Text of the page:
Sunday, January 25, 2009

double hills to Fort de Rosemont

Back in Philly I used to study google maps to find the ideal running route, the perfect distance, for my workouts. Then one day I realized it was taking as long to map out and memorize my routes as it does to run them... and I felt I was getting distracted from my ultimate goal in running--to be healthy. Though having a good route is valuable for tracking progress and making my runs predictable, I have come to believe that my mental health is the more important reason to run. When I run regularly, my day in the office or at home goes more smoothly. I think it's when I get away from left-brain activity (logic, planning, control, predictability) that my runs do what they're supposed to do. So letting go of the maps, turning away from the watch (except as a rough gauge to tell me if it's time to turn around or not), and having a much more flexible running schedule has helped me get in touch with a more feeling side of running. In so doing, I have also begun to appreciate the exhilaration of discovering new routes, the spontaneity and freedom of being able to take a turn just because I see something interesting, and the great views.

The only problem is that at this time of year, it's always dark when I run, and it's hard to enjoy the view. I am forced to run down dimly lit, icy corridors, and I can't see past people's front yards... I can't orient myself using the hills.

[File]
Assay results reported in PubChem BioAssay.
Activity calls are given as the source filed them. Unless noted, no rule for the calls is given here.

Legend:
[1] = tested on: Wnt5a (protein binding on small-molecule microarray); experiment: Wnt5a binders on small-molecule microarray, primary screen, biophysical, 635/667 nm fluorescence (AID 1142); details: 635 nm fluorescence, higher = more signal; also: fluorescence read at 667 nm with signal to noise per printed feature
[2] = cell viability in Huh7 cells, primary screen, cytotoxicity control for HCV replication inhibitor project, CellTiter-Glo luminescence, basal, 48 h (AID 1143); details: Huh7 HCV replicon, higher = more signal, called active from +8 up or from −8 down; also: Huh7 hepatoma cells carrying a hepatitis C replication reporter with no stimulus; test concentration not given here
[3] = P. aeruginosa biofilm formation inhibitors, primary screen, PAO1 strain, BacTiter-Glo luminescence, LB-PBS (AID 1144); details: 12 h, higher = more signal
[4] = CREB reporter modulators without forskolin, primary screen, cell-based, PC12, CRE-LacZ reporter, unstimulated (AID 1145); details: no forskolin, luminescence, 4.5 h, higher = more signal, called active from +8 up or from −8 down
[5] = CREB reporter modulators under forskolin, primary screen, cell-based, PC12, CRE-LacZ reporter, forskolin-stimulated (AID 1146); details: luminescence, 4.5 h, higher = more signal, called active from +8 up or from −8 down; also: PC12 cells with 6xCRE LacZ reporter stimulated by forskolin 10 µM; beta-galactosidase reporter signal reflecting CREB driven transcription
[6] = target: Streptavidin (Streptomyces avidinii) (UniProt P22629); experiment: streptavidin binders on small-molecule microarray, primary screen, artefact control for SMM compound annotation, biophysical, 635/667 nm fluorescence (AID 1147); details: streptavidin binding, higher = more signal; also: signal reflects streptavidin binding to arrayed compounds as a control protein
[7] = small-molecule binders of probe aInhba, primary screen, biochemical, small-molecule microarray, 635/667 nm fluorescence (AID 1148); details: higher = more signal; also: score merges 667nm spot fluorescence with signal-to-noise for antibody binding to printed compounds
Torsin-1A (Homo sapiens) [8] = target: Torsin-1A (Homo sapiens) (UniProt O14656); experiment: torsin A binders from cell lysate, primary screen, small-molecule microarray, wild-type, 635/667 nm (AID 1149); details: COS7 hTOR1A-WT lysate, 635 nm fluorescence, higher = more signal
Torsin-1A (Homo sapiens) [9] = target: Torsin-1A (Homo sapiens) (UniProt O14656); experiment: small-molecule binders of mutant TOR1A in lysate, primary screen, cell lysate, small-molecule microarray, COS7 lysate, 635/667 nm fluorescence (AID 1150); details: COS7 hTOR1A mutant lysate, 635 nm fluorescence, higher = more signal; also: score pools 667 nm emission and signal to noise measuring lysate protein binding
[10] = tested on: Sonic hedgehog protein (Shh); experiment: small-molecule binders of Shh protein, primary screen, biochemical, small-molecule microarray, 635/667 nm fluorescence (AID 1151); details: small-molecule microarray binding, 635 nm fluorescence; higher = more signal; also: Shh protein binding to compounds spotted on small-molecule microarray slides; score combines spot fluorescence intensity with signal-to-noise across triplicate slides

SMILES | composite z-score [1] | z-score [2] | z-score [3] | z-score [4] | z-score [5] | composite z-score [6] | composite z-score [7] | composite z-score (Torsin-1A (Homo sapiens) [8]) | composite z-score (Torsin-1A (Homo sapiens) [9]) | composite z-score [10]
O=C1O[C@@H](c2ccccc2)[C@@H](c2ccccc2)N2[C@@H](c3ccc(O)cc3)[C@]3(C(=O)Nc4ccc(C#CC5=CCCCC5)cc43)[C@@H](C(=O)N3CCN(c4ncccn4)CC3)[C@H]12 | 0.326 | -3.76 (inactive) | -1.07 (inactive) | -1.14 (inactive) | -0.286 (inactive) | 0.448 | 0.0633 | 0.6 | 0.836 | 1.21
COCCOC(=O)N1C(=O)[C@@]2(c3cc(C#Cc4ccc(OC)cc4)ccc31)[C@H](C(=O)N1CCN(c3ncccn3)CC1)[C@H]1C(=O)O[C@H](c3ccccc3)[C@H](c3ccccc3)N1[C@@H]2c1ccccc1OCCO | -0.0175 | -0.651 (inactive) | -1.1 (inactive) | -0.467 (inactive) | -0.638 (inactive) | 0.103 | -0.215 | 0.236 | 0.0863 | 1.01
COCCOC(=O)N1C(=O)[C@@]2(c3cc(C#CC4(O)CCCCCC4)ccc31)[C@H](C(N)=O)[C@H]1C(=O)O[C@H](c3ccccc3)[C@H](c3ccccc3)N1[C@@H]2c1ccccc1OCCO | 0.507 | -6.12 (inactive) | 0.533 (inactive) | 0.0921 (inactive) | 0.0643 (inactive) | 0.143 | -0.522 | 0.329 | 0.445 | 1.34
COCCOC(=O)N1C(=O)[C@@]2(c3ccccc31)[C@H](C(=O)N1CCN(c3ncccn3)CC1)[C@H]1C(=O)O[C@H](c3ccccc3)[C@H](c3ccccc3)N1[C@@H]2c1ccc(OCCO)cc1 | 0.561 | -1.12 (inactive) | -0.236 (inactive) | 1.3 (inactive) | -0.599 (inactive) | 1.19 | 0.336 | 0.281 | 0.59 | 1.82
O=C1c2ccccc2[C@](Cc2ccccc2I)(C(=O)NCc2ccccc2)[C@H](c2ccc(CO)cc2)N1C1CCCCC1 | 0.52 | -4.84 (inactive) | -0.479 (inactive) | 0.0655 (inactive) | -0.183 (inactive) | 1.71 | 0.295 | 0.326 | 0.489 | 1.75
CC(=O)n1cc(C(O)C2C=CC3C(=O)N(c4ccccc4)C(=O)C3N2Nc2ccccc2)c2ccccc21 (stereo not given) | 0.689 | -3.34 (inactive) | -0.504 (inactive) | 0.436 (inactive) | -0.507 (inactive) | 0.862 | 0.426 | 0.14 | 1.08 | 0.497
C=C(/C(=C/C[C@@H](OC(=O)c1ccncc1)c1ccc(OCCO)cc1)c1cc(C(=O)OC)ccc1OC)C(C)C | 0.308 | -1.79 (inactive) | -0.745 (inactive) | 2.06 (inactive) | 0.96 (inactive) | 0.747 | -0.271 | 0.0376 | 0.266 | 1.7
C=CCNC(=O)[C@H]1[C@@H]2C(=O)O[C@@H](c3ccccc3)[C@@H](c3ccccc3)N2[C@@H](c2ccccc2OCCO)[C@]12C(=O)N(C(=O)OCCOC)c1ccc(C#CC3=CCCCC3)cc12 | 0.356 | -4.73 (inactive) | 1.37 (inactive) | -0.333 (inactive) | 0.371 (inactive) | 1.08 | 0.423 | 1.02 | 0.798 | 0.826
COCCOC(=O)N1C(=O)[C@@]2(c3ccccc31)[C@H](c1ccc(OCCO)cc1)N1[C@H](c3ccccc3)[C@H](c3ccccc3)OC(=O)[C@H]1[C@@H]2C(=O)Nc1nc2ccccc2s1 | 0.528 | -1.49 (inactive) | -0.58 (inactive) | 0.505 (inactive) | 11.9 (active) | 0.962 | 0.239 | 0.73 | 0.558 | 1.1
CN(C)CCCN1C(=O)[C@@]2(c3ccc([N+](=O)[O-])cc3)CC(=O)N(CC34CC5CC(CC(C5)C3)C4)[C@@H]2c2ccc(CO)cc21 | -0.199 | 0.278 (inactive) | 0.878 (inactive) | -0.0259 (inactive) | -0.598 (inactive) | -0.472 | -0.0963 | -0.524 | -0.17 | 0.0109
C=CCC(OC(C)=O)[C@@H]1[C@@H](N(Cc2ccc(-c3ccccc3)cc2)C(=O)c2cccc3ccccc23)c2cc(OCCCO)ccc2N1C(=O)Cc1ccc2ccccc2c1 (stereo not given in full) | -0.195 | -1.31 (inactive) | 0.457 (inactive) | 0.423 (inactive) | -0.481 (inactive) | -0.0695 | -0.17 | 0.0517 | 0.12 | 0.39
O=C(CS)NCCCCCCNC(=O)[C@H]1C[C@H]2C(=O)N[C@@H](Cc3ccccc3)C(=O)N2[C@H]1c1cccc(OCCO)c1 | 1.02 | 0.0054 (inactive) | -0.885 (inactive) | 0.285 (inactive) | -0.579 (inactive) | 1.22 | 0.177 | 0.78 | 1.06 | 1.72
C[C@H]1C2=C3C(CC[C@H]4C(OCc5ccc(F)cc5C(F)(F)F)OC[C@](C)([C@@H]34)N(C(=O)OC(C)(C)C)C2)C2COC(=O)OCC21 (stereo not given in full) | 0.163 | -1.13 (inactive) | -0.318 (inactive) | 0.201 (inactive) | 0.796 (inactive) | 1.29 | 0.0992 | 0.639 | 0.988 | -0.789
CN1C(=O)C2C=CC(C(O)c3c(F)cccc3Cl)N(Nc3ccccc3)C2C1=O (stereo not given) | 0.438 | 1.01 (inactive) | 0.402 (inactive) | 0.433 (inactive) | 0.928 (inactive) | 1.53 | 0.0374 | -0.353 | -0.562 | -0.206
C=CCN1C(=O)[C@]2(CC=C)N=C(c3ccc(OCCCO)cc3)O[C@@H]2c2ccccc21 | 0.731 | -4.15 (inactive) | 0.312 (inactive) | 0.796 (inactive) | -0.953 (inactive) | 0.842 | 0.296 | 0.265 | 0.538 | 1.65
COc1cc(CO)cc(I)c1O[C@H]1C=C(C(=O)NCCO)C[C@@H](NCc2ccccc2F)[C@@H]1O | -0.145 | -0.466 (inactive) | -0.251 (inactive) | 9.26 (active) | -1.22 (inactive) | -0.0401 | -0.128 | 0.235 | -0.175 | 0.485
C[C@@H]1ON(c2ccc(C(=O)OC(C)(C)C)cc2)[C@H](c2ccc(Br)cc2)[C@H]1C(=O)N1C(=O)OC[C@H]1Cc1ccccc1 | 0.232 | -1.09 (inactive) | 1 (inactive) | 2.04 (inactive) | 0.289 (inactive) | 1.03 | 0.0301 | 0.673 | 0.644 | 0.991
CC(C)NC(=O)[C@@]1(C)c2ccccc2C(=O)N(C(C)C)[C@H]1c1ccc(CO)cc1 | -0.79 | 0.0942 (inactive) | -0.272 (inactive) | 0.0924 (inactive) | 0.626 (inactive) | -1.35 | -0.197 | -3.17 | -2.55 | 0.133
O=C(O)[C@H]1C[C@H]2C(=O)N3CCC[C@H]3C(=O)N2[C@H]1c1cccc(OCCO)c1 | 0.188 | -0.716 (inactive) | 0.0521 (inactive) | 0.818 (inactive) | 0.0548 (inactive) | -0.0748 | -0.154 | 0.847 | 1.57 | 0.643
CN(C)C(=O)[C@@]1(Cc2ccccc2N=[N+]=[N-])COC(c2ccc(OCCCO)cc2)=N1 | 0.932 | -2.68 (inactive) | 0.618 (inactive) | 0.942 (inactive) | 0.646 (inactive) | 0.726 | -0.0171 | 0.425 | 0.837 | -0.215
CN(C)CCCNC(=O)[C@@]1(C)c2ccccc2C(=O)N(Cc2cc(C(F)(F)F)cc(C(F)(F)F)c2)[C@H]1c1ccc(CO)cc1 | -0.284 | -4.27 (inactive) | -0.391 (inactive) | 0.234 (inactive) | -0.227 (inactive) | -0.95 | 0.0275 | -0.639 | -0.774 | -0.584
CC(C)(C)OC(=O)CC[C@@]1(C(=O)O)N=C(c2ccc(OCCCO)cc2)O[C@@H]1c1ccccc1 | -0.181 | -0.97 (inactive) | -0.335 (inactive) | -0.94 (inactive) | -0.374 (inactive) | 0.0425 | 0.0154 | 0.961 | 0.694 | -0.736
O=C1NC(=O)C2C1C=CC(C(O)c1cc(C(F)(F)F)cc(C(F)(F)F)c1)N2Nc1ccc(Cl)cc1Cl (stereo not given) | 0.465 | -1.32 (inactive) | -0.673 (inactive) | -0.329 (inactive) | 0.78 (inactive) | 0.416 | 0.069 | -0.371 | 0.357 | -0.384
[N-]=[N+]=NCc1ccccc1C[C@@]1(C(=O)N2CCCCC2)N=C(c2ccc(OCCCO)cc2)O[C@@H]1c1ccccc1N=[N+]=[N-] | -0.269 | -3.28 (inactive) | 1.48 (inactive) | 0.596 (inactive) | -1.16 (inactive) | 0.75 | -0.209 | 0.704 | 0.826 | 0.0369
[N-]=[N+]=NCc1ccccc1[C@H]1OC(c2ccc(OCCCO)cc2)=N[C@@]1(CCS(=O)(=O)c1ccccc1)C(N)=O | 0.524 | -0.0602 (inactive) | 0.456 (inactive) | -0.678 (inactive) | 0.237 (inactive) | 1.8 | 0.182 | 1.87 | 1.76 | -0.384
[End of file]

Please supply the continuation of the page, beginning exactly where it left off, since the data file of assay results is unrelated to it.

Still, I try to focus on perception, feeling, imagination... the sights, the sounds, the cold wind or rain against my skin. Normally this is in the dark, but on the weekends I usually run a bit later and can often enjoy the views. Yesterday I decided take a shot at something that I thought may be a bit out of my range. It's the next big hill around here I haven't conquered, Fort de Rosemont. It may be the tallest one... anyway, I didn't know exactly how to get there ('cause maps ruin the fun) but when we were at le Petit Fort de Chaudanne last weekend I noticed a sign that pointed to this next fort, so I figured that would be a decent way to go... up and down one big hill, then up another! I got to the top of Chaudanne in about 30 minutes. At the bottom I got lost. The sign seemed to indicate I could just go straight on through, but the road forked and I didn't know which way to go. I veered onto the road that seemed to be a switchback, only to find out 10 minutes later that it was a dead end. My current range is 45 minutes (if I run more than 90 minutes I'll get hurt). So I'm on a dead end to the end of my range... but decide to go on anyway since a turn-around would surely use the rest of my range, and maybe this road will bump into a trail. Well, the road turns into a dirt road in between paddocks, and I can't tell if it's private property or not... soon I'm under tree cover and it's a footpath. I'm waiting for a dog to come barking, but so far I see no lights or any sign of inhabitation. So I continue on to finally hit an official trail to the fort. Hooray! I got to the top of the hill before sunrise, and got some amazing views. It's funny, seems like this is a fort built to protect little Chaudanne, to protect big Chaudanne, to protect the citadel... I guess they didn't have a lot of confidence in whether this works or not... um, looks like arms races don't work in any century!

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